Yet there's something more about Villanova's victory that hits the heart.  It's that the amazing shot made by Kris Jenkins makes this story -- his story -- one for the ages.

They say that behind every man is a strong woman, and if ever there was one, it's his mother.  This woman personifies the definition of the word "selfless," making a life-changing decision that gave her son an opportunity for a better life.   

Yes, she taught him basketball at a young age and these early skills surely helped over the years, yet most parents try to impart knowledge in their children.   But when she saw that life was creating difficulties for her son, she opened her arms and asked another family to raise him so he could have a shot.  At life.

Can you imagine?  Having such love for your child that you decide that giving him to another family would be in his best interest.  Talk about strength of character and fortitude.

Every parent makes sacrifices for their comes with the role.  Yet a sacrifice like this goes beyond.

The pride we all feel, including those of us in Philadelphia area, at what these amazing young men accomplished is palpable.  And what can't be forgotten is that behind each of these students are parents who gave their children the chance to succeed in ways that will carry them for the rest of their lives.

In the afterglow of this victory, admiration for Kris Jenkins' mother and the family that welcomed this young man into their lives is really the story behind the story.  Such generosity of heart changed this young man's life.  And everyone who surrounded him.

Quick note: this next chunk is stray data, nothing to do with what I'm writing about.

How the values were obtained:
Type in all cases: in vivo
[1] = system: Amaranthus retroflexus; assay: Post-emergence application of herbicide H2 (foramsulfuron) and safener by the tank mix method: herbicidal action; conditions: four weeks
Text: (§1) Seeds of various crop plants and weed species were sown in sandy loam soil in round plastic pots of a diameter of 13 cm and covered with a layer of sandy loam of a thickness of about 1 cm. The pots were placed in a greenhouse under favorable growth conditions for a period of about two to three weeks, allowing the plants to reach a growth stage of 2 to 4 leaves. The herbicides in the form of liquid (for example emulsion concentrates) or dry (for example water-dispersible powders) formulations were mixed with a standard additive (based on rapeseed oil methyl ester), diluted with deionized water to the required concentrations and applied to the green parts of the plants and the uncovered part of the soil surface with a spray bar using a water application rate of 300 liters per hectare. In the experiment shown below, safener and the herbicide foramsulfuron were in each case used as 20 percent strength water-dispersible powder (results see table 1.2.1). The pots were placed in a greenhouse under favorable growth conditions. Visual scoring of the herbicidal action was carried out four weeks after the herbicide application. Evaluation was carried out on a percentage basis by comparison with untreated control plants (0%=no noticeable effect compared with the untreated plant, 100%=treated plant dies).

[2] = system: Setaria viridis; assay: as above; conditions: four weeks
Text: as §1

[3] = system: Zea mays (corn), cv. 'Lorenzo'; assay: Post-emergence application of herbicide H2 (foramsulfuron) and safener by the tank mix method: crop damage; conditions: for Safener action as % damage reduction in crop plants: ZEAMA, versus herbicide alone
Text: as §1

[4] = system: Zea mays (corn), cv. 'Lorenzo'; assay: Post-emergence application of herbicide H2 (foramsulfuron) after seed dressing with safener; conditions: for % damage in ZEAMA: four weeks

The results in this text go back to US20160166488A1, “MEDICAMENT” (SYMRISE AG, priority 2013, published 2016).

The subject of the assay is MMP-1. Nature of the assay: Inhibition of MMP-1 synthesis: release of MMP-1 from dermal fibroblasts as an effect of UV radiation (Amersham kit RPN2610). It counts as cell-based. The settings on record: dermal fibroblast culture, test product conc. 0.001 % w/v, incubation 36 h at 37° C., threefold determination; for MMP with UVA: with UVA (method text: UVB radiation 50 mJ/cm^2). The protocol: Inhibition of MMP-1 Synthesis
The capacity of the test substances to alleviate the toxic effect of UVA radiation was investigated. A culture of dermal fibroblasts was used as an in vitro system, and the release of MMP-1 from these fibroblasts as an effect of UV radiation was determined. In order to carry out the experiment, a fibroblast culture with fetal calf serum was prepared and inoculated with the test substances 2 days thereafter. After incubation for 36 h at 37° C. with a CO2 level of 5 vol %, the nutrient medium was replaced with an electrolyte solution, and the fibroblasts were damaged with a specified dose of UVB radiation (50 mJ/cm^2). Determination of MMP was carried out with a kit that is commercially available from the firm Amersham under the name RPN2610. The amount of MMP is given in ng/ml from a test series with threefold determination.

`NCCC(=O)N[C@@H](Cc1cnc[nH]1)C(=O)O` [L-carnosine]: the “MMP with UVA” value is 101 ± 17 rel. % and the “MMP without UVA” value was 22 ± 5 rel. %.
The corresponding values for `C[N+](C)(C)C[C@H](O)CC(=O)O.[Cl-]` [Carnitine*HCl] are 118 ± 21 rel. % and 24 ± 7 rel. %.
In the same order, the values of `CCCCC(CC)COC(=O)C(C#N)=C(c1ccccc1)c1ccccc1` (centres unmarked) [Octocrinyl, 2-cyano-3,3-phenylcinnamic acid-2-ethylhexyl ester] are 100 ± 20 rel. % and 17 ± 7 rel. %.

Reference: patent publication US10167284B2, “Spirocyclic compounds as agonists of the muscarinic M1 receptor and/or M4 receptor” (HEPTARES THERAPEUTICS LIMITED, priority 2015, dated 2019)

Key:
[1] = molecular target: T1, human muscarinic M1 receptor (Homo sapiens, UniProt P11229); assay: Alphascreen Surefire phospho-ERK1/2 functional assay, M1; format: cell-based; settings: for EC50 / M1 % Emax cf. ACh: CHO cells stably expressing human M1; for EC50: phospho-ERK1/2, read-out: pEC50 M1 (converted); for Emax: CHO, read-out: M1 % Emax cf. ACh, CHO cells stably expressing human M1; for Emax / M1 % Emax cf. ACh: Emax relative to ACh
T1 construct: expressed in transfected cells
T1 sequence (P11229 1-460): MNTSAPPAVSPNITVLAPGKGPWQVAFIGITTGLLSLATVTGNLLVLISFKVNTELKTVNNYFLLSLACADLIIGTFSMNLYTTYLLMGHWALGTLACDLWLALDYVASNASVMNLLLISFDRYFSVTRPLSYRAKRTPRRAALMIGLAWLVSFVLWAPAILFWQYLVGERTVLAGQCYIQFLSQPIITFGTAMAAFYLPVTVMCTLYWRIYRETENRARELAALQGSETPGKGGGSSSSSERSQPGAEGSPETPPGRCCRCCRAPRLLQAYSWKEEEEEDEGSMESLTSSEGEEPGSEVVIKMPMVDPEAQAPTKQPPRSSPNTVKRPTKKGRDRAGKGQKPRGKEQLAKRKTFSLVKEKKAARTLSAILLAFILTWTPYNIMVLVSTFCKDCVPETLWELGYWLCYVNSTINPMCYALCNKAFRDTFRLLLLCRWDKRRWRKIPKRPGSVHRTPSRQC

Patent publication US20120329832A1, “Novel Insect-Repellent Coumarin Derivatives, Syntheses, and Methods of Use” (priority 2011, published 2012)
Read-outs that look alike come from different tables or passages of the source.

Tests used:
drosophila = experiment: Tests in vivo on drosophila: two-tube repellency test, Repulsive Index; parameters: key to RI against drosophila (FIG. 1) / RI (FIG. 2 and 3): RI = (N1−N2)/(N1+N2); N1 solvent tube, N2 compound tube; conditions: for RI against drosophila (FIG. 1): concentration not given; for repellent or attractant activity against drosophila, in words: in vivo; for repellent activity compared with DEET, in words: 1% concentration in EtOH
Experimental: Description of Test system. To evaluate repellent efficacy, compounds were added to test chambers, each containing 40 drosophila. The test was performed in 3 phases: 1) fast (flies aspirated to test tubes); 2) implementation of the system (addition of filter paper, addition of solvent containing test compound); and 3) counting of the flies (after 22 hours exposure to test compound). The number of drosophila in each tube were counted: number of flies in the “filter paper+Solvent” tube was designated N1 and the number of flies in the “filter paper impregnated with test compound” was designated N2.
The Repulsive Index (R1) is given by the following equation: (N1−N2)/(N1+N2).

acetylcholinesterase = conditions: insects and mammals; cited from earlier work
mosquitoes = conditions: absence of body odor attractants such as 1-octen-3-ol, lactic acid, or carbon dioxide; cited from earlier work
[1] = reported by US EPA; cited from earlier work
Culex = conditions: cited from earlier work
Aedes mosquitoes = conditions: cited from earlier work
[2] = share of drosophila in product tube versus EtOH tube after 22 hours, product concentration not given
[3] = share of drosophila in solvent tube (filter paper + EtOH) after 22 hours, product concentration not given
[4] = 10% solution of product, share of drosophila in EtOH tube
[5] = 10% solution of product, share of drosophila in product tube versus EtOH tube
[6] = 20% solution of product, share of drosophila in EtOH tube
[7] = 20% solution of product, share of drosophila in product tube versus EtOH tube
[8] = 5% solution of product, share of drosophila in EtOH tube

So congratulations to an amazing team of young men...and to one mother whose devotion to and love for her son has to have our utmost respect and admiration.

3 Areas Where Autism Awareness Matters

Working parents with Special education Special needs children including Autism ADHD Learning disabilities  Employee benefits Employee assistance Employee support Voluntary benefits. 504 Plan, IEP Program

April.  Autism Awareness Month...30 days of focus on autism spectrum disorders.  A good thing for those who need to learn more about it.  Yet for parents who are living it every day, there's another need.  Planning.

1.  School

The need for parents to effectively advocate for their children in school cannot be overstated.  Understanding the diagnosis is a given, yet the real need is correlating it to their child's individual needs.  Key word = individual.

ASD (autism spectrum disorders) is not one thing, but many things and each child is unique.  Their needs continue to change as new skills are acquired, as they move from childhood to the teenage years, and as environments, expectations, and demands change.

Today must be the priority.  Yet tomorrow is coming, and planning for the many transition points, both large and small -- moving to middle school, going from having an aide to flying solo -- requires focusing on today, ensuring school is building a strong and lasting foundation, and keeping a keen and careful eye on what's coming next.  And when.